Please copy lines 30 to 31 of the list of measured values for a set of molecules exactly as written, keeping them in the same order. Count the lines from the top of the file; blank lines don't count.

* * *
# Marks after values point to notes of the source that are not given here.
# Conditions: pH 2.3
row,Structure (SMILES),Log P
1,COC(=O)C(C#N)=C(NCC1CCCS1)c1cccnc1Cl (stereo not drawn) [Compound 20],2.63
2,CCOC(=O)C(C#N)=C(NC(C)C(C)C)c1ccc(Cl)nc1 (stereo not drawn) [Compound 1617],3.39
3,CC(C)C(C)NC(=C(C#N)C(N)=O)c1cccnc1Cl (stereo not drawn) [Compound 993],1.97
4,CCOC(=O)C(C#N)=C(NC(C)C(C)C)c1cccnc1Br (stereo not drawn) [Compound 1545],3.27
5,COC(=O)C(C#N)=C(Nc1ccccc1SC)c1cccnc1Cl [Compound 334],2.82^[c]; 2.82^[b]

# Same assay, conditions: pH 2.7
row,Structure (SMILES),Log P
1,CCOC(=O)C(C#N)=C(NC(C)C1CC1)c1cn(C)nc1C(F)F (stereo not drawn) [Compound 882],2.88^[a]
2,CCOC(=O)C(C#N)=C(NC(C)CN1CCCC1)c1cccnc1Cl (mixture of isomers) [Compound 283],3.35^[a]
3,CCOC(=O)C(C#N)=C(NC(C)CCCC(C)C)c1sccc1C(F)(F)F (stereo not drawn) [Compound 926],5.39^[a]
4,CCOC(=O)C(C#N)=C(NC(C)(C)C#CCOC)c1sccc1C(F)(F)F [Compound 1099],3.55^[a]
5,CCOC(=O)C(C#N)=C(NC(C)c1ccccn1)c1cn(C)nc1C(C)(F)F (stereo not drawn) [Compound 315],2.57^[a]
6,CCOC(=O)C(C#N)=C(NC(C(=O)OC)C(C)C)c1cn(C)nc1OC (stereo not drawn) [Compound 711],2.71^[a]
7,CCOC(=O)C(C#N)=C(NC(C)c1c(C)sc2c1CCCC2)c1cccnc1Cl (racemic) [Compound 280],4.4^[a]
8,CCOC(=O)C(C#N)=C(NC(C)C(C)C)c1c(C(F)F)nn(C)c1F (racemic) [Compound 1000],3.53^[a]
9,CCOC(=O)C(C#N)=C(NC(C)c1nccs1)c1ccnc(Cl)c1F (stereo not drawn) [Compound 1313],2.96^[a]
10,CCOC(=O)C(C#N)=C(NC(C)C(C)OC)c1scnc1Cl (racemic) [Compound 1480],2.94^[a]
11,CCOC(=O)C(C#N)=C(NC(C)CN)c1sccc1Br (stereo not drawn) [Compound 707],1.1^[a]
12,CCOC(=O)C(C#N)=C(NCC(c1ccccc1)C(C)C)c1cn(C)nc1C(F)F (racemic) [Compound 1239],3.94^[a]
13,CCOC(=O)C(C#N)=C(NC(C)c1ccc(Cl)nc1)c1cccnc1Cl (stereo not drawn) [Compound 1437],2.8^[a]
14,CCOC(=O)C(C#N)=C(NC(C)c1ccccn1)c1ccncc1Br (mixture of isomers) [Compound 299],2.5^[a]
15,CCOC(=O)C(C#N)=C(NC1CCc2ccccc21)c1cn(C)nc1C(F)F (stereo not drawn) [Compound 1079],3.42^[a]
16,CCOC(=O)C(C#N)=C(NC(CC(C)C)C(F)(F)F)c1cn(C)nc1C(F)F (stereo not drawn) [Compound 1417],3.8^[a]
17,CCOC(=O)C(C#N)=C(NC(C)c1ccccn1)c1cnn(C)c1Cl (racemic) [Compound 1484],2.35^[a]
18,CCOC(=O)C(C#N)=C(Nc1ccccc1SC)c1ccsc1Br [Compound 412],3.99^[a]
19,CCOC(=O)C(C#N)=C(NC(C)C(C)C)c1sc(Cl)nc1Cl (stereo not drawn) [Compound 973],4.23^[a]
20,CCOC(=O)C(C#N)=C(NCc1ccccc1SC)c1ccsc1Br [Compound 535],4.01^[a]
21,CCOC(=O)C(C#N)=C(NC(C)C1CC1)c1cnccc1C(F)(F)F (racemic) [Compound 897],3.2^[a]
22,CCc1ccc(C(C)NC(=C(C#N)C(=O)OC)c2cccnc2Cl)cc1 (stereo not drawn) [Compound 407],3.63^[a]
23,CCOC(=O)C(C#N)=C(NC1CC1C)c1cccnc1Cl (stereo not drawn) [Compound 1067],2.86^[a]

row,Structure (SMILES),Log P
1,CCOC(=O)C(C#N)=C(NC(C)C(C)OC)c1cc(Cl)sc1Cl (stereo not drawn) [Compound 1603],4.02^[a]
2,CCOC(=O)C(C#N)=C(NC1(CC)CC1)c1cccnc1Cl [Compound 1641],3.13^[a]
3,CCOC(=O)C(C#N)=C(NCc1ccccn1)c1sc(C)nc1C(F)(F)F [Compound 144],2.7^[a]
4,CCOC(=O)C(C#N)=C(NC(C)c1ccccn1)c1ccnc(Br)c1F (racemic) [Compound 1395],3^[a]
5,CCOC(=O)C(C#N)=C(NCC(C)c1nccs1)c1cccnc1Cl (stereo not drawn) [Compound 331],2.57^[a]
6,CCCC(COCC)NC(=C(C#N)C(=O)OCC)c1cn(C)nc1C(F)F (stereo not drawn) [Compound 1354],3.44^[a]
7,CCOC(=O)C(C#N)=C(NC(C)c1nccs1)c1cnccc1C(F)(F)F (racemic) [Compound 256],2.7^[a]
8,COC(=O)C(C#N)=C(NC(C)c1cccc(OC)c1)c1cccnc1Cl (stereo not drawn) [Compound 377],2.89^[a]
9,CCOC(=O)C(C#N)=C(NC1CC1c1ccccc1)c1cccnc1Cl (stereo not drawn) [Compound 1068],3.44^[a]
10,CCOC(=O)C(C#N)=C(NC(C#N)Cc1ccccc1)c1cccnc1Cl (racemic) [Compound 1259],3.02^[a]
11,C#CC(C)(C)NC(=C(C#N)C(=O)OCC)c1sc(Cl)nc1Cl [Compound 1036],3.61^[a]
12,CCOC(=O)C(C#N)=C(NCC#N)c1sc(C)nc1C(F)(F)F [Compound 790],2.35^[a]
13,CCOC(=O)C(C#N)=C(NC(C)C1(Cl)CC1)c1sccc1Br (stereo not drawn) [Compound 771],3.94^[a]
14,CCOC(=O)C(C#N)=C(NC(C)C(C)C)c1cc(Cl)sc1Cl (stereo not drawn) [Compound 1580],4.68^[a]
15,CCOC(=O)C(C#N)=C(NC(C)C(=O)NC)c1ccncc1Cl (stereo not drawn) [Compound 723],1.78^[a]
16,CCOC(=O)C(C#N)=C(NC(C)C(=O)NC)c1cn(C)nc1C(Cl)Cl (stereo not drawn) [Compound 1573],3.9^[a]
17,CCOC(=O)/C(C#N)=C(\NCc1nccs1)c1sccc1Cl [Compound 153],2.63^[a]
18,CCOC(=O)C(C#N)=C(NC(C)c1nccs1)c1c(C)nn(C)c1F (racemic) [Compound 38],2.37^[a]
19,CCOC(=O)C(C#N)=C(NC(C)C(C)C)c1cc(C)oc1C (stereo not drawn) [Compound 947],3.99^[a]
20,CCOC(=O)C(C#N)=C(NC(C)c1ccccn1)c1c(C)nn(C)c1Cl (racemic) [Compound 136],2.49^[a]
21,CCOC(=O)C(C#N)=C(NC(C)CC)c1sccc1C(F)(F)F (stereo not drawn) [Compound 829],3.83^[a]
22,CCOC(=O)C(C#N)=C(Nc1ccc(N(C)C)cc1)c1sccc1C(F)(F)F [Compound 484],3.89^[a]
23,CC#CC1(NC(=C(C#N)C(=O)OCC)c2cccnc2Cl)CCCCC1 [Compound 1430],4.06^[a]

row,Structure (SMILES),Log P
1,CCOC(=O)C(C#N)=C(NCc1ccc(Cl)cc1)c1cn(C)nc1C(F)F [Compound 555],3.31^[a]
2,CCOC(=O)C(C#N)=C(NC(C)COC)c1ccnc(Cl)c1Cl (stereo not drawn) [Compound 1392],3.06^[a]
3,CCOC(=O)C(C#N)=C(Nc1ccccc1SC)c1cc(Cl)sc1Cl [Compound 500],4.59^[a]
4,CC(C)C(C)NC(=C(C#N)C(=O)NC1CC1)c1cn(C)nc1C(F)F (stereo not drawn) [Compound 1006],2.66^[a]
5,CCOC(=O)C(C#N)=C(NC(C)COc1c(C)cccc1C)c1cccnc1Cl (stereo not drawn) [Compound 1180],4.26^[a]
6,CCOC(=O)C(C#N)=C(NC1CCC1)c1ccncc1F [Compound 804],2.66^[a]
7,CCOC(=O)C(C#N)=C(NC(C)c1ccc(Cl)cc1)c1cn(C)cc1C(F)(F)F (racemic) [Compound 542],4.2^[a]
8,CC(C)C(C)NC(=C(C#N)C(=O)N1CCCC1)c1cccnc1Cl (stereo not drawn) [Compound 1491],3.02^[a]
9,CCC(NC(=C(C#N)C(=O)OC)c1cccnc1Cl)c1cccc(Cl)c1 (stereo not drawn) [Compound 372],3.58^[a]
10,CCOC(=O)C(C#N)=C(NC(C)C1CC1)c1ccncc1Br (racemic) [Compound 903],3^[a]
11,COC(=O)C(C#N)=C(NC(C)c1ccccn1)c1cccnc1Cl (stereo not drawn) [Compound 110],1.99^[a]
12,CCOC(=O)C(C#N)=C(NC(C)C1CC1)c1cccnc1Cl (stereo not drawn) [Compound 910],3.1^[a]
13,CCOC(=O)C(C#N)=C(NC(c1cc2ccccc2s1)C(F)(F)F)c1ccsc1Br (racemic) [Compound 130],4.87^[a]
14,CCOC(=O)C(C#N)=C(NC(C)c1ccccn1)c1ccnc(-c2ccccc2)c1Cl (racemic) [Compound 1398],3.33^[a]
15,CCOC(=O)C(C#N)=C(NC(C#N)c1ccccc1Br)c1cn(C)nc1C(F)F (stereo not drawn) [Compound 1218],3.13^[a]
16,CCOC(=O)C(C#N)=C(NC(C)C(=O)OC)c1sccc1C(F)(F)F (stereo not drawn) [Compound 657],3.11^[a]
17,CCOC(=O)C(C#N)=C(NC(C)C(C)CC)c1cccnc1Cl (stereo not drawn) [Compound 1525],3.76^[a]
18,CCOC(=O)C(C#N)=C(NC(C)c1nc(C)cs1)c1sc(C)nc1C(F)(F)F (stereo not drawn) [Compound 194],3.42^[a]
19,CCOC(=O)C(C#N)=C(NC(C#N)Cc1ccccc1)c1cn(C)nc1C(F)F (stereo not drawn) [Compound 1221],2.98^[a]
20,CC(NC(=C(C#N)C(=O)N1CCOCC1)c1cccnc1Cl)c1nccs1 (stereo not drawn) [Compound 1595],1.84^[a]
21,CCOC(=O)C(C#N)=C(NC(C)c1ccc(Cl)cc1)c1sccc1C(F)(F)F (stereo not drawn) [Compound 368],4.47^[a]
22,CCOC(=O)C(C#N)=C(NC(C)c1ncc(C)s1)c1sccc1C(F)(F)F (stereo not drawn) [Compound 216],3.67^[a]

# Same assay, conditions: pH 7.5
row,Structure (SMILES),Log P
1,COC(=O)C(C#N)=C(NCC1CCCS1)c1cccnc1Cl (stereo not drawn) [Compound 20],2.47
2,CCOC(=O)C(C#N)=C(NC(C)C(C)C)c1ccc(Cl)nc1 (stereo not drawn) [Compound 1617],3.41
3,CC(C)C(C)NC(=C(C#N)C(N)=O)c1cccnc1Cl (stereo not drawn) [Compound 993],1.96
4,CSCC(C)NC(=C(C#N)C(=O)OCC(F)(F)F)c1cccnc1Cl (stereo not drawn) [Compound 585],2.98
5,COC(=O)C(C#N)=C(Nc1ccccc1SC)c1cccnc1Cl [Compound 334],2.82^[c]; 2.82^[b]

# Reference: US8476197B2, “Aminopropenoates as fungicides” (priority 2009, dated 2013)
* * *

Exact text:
20,CCOC(=O)C(C#N)=C(NCc1ccccc1SC)c1ccsc1Br [Compound 535],4.01^[a]
21,CCOC(=O)C(C#N)=C(NC(C)C1CC1)c1cnccc1C(F)(F)F (racemic) [Compound 897],3.2^[a]